The prices of today’s carbon fiber rods are all over the place. Some are mass-produced overseas using less expensive components (guides, reel seat, etc.) and can be found for well under $100. American made rods tend to start around $200. When you bump up to about $400, you’re getting a higher modulus graphite that will feel lighter and crisper. You’ll notice a difference. When you get into the real high-end stuff ($500-$1200), you are getting more technology as well as higher-end components, but most beginner to intermediate fly casters won’t be able to tell the difference.
Keep in mind that many of the things that influence the price of the rod won’t have anything to do with how it casts. For example, a mid to high end rod might have some exotic, $150 piece of wood used for the reel seat. An entry level rod might use a $30 piece of walnut. One might use titanium for the guides while another might use stainless steel.
In other words, if you have the disposable income and want to spend $1200 on a rod, have at it. Just don’t expect it to necessarily cast better or catch more fish! Buy the best rod you can afford. There are some great rods in the $100 – $300 range, many with an unconditional guarantee. That’s right. Some of the major rod manufacturers provide an unconditional guarantee (or variation) on their rods. Orvis, for instance, offers a 25-year guarantee on all but one series of their rods. No matter how it breaks, they’ll fix it or replace it for 25 years! To me, it’s worth spending a little more to get a rod with a good warranty.
Narrow down what size rod you need and what your budget is. After that, it boils down to personal preference. If you decide that an 8 ½’ 5-weight is what you need and you’re willing and able to spend up to $400 on it, go to the fly shop and cast every 8 ½’ 5-weight rod under $400 that they have. Any fly shop worth their salt will have a place for you to cast a rod. And they will gladly let you cast as many as you’d like. And when you do, one of them will just feel right.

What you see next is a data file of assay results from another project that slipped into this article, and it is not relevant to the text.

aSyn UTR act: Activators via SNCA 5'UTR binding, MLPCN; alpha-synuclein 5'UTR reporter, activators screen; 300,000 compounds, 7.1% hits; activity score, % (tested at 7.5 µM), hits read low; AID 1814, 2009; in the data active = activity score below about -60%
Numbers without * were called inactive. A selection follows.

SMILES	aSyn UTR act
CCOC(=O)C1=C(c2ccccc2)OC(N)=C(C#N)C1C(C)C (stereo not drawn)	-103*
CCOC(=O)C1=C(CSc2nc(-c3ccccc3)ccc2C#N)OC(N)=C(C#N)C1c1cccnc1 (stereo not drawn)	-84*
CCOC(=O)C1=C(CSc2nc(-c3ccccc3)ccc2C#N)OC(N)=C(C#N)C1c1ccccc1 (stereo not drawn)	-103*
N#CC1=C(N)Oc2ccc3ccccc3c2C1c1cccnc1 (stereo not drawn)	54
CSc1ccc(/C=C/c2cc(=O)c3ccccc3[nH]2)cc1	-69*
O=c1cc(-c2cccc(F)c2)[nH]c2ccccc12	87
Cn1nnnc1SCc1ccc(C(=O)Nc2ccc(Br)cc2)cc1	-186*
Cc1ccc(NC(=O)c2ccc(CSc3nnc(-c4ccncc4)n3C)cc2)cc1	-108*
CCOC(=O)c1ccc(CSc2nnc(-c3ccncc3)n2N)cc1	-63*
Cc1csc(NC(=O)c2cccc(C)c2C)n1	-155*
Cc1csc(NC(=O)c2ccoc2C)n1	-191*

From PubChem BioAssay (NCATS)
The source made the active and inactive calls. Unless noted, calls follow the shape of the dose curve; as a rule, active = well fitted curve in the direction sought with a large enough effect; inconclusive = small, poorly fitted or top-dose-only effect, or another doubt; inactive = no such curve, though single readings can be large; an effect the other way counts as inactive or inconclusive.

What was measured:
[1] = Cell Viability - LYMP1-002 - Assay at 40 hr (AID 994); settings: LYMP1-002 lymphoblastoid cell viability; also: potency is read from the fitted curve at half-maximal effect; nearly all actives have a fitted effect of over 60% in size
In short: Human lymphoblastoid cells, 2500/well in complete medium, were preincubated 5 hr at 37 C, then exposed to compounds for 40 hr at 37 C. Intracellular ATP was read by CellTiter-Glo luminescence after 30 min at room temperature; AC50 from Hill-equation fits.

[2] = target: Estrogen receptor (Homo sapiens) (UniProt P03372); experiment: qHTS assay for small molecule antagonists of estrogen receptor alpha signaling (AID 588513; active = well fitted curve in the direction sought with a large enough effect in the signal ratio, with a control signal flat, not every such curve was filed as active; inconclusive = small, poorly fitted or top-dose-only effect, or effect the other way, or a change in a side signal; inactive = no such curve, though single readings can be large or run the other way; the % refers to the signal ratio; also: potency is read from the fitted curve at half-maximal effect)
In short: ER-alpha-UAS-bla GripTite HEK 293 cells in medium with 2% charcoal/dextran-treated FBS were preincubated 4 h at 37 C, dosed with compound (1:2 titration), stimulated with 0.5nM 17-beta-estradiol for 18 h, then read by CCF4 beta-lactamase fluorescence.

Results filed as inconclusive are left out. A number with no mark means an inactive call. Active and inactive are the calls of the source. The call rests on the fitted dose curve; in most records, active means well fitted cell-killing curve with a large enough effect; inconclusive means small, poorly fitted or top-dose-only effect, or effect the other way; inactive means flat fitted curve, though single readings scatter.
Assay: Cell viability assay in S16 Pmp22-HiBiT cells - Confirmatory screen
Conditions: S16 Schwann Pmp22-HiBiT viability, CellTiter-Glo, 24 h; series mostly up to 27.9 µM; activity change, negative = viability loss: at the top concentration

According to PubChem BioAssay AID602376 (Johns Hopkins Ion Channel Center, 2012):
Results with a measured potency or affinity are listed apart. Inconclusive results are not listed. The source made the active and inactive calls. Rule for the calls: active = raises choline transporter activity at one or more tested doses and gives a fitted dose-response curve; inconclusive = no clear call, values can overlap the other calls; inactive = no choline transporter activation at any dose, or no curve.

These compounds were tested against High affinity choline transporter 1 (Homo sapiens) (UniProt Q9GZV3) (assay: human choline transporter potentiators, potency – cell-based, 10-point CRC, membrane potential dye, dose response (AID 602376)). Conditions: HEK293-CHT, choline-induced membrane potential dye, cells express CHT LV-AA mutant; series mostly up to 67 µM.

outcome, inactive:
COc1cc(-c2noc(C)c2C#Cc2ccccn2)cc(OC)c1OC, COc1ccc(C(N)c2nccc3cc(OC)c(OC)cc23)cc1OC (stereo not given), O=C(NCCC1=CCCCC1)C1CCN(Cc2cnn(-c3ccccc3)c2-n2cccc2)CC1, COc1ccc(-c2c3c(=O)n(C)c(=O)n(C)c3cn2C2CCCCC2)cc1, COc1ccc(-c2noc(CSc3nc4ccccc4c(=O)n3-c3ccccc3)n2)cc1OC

Over the last few years, tippet rings have been gaining more and more popularity and acceptance. Most new fly fishermen love them. Most traditionalists hate them. What are they?
In case you’re new to the sport, lets start with a quick overview of leaders. The leader is simply the monofilament connection between the the heavier fly line and the actual fly. Typically 7 1/2′ to 12′ in total length, leaders are tapered from a thick butt section that attaches to the fly line to a finer tippet section that attaches to the fly. Check out this link for more detailed info on leaders and tippet.
As you change flies (or lose them in trees), your tippet gets gradually shorter. Eventually, it is no longer the proper length, or worse, you’ve cut it away to the point that you’re in the thicker part of the leader. In this situation, you would cut a length of tippet from the appropriate size spool of tippet material. You’d then tie it to the existing leader, and ultimately rebuild your leader back to its original length and size.